• Subsection 627.706(5), F.S., was created to limit the time period a policyholder can present an initial, supplemental or reopened claim under an insurance policy that provides sinkhole coverage. Under this subsection, these claims are barred unless notice was given to the insurer in accordance with the terms of the policy within 2 years after the policyholder knew or reasonably should have known about the sinkhole loss.


  • Public adjusters are prohibited from making deceptive or misleading statements in advertisements or solicitations.
  • The following statements, made in any public adjuster’s advertisement or solicitation, are considered deceptive or misleading:
    • A statement or representation that invites an insured policyholder to submit a claim when the policyholder does not have covered damage to insured property.
    • A statement or representation that invites an insured policyholder to submit a claim by offering monetary or other valuable inducement.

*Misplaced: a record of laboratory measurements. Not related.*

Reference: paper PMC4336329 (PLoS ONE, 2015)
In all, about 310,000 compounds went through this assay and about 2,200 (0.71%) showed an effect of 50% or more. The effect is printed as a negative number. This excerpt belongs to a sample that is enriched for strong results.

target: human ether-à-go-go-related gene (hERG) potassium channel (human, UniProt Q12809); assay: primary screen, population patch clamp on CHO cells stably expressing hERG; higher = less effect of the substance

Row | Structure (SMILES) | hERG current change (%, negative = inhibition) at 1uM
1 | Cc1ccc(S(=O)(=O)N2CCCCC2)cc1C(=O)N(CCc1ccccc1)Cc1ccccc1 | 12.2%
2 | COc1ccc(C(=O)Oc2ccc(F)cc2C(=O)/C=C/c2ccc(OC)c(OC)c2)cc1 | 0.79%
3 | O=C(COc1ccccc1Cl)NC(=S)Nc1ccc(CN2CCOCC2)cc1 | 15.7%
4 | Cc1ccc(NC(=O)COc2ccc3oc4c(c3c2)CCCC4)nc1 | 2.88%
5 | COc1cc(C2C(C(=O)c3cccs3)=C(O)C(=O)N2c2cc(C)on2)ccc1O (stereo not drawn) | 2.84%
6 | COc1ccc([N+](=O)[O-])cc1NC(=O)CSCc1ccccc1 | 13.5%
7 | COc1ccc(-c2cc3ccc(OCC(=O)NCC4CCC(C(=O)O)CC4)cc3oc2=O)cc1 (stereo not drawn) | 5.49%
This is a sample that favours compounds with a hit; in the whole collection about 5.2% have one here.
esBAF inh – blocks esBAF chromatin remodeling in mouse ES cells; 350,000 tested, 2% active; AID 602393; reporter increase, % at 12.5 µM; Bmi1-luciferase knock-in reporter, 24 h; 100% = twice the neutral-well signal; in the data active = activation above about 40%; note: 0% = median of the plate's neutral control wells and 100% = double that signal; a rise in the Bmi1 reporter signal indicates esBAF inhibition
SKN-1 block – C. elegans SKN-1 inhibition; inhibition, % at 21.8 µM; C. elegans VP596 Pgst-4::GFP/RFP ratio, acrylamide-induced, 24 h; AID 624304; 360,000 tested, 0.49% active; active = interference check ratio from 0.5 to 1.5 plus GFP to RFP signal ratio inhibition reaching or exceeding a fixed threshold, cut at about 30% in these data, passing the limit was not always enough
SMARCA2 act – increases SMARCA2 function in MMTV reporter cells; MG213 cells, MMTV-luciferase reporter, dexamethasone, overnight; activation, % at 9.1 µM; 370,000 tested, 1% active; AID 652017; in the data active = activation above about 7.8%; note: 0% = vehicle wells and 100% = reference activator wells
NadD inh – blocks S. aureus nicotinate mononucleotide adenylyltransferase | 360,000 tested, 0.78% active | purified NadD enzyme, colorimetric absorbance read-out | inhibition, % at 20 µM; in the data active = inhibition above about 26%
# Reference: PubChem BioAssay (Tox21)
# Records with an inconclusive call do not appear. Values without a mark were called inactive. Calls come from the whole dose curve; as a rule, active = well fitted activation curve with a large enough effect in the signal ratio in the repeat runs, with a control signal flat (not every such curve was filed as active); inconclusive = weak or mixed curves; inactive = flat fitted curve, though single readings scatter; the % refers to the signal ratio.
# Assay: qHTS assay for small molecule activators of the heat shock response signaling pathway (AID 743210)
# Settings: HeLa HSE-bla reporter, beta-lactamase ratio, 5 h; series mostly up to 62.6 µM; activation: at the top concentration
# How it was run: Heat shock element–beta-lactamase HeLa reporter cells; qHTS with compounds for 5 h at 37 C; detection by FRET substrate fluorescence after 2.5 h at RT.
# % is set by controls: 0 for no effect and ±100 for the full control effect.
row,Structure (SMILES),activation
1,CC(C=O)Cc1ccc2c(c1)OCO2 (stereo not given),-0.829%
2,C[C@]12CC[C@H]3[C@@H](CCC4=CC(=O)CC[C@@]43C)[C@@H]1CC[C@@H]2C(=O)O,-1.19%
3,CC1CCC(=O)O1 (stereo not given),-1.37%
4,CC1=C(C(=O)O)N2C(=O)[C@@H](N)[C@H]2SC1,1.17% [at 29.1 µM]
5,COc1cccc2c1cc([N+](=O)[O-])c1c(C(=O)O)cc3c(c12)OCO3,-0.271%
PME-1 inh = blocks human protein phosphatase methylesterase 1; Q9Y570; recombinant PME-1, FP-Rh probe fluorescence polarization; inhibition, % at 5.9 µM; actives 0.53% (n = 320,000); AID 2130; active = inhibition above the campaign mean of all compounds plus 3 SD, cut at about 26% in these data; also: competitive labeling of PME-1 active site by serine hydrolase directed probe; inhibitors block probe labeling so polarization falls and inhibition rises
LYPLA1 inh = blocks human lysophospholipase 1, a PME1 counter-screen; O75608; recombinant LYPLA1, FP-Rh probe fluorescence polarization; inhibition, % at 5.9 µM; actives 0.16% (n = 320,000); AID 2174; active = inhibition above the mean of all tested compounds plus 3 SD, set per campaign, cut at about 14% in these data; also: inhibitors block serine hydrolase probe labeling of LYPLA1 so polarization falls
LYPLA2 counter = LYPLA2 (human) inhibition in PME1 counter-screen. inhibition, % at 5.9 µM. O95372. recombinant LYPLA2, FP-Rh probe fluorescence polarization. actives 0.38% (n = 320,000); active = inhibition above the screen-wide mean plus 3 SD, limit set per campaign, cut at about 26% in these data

• A statement or representation that invites an insured policyholder to submit a claim by stating that there is no risk to the policyholder by submitting such claim.
    • A statement or representation, or use of a logo or shield, that implies or could mistakenly be construed to imply that the solicitation was issued or distributed by a governmental agency or is sanctioned or endorsed by a governmental agency.
    • The term written advertisement includes only newspapers, magazines, flyers, and bulk mailers. The following disclaimer, which is not required to be printed on standard size business cards, must be added in bold print and capital letters in typeface no smaller than the typeface of the body of the text to all written advertisements by a public adjuster:

[See Section 626.854, Florida Statutes]